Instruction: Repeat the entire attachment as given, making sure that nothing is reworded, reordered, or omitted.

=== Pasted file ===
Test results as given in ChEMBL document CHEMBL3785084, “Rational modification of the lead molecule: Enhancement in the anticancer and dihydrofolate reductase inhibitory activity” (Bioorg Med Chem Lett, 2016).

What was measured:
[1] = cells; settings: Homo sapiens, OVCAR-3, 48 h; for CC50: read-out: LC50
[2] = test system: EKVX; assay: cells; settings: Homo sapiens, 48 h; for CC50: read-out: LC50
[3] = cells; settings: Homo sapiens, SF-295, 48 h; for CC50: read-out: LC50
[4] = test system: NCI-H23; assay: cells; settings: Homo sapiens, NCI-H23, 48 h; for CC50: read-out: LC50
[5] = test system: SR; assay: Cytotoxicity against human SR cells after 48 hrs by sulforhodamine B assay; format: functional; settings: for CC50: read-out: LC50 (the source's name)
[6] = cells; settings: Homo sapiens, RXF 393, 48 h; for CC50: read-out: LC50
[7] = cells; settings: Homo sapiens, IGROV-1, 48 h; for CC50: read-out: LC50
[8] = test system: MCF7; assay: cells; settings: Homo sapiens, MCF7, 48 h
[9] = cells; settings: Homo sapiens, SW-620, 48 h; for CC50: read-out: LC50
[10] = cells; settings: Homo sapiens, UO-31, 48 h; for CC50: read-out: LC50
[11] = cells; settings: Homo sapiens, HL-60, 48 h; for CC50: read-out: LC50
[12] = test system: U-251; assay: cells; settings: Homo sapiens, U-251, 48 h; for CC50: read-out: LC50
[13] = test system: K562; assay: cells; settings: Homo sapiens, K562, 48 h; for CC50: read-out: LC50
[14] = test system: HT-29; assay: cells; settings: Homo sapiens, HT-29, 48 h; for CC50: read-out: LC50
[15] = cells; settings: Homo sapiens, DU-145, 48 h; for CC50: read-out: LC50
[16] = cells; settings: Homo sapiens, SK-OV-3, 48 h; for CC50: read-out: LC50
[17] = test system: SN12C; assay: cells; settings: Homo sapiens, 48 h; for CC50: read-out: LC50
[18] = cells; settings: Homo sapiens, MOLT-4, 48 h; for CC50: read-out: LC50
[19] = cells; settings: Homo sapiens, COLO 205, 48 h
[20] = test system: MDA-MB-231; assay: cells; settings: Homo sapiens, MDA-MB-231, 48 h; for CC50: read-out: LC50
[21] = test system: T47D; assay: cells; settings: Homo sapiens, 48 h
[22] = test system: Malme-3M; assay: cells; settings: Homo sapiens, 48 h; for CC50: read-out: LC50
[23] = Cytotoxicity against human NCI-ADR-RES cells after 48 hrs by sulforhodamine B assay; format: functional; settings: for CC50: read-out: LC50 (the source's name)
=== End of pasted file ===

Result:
Test results as given in ChEMBL document CHEMBL3785084, “Rational modification of the lead molecule: Enhancement in the anticancer and dihydrofolate reductase inhibitory activity” (Bioorg Med Chem Lett, 2016).

What was measured:
[1] = cells; settings: Homo sapiens, OVCAR-3, 48 h; for CC50: read-out: LC50
[2] = test system: EKVX; assay: cells; settings: Homo sapiens, 48 h; for CC50: read-out: LC50
[3] = cells; settings: Homo sapiens, SF-295, 48 h; for CC50: read-out: LC50
[4] = test system: NCI-H23; assay: cells; settings: Homo sapiens, NCI-H23, 48 h; for CC50: read-out: LC50
[5] = test system: SR; assay: Cytotoxicity against human SR cells after 48 hrs by sulforhodamine B assay; format: functional; settings: for CC50: read-out: LC50 (the source's name)
[6] = cells; settings: Homo sapiens, RXF 393, 48 h; for CC50: read-out: LC50
[7] = cells; settings: Homo sapiens, IGROV-1, 48 h; for CC50: read-out: LC50
[8] = test system: MCF7; assay: cells; settings: Homo sapiens, MCF7, 48 h
[9] = cells; settings: Homo sapiens, SW-620, 48 h; for CC50: read-out: LC50
[10] = cells; settings: Homo sapiens, UO-31, 48 h; for CC50: read-out: LC50
[11] = cells; settings: Homo sapiens, HL-60, 48 h; for CC50: read-out: LC50
[12] = test system: U-251; assay: cells; settings: Homo sapiens, U-251, 48 h; for CC50: read-out: LC50
[13] = test system: K562; assay: cells; settings: Homo sapiens, K562, 48 h; for CC50: read-out: LC50
[14] = test system: HT-29; assay: cells; settings: Homo sapiens, HT-29, 48 h; for CC50: read-out: LC50
[15] = cells; settings: Homo sapiens, DU-145, 48 h; for CC50: read-out: LC50
[16] = cells; settings: Homo sapiens, SK-OV-3, 48 h; for CC50: read-out: LC50
[17] = test system: SN12C; assay: cells; settings: Homo sapiens, 48 h; for CC50: read-out: LC50
[18] = cells; settings: Homo sapiens, MOLT-4, 48 h; for CC50: read-out: LC50
[19] = cells; settings: Homo sapiens, COLO 205, 48 h
[20] = test system: MDA-MB-231; assay: cells; settings: Homo sapiens, MDA-MB-231, 48 h; for CC50: read-out: LC50
[21] = test system: T47D; assay: cells; settings: Homo sapiens, 48 h
[22] = test system: Malme-3M; assay: cells; settings: Homo sapiens, 48 h; for CC50: read-out: LC50
[23] = Cytotoxicity against human NCI-ADR-RES cells after 48 hrs by sulforhodamine B assay; format: functional; settings: for CC50: read-out: LC50 (the source's name)